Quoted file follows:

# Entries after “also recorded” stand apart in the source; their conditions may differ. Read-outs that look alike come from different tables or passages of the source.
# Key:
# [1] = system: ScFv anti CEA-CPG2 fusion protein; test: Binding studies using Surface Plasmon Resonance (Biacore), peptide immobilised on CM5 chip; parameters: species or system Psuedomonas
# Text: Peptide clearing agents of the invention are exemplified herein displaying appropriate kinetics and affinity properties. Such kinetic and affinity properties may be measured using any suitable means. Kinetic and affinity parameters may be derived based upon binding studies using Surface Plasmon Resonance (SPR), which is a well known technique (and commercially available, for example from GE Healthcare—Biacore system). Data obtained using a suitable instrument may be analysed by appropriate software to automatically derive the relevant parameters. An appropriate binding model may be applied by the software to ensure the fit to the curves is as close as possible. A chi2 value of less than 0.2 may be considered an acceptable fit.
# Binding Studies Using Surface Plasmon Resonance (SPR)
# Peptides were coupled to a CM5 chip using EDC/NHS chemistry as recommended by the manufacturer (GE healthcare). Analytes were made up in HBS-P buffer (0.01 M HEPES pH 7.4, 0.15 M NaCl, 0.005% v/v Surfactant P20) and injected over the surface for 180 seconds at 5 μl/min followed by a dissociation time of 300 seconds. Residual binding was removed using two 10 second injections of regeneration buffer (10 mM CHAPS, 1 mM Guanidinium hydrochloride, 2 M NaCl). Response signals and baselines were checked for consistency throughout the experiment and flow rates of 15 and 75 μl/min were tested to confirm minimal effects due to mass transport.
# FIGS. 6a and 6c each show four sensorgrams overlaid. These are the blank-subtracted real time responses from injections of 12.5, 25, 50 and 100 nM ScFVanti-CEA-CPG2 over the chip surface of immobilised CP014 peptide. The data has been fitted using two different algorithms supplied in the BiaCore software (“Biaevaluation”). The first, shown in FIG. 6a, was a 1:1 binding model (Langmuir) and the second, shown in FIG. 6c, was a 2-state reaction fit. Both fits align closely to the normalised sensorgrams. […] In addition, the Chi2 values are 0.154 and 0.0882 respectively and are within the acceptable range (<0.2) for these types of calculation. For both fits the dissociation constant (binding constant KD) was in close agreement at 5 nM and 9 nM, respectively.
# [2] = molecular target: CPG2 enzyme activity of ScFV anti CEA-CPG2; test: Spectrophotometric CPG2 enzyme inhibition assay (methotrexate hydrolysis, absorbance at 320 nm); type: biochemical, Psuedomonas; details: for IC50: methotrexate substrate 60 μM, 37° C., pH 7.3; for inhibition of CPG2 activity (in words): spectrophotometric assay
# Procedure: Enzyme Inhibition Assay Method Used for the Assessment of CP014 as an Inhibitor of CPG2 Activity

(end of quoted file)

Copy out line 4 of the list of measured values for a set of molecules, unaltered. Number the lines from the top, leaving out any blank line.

# Text: Peptide clearing agents of the invention are exemplified herein displaying appropriate kinetics and affinity properties. Such kinetic and affinity properties may be measured using any suitable means. Kinetic and affinity parameters may be derived based upon binding studies using Surface Plasmon Resonance (SPR), which is a well known technique (and commercially available, for example from GE Healthcare—Biacore system). Data obtained using a suitable instrument may be analysed by appropriate software to automatically derive the relevant parameters. An appropriate binding model may be applied by the software to ensure the fit to the curves is as close as possible. A chi2 value of less than 0.2 may be considered an acceptable fit.